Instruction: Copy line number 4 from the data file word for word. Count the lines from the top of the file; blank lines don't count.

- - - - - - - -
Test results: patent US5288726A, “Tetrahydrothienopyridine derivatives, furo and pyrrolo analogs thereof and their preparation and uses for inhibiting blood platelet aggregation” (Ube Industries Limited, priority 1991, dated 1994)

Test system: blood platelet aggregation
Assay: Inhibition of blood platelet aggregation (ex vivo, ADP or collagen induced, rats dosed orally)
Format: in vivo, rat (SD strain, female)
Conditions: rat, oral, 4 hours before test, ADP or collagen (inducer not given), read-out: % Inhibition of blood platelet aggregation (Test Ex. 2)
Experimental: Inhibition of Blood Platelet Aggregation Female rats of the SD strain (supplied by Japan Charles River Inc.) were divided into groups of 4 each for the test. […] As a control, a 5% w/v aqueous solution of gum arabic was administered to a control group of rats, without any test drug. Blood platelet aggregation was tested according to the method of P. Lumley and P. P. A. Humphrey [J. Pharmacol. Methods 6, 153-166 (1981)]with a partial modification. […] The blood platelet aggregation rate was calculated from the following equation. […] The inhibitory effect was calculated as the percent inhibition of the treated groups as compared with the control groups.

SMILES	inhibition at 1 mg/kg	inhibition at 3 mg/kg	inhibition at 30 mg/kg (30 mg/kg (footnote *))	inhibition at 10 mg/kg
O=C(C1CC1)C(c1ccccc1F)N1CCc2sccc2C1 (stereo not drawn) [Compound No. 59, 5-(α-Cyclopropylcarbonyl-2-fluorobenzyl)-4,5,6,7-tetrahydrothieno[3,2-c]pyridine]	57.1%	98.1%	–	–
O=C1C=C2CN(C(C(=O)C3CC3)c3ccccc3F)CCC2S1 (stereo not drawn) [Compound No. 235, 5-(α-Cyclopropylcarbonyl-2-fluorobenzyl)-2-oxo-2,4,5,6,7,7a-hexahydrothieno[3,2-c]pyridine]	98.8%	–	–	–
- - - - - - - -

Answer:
Format: in vivo, rat (SD strain, female)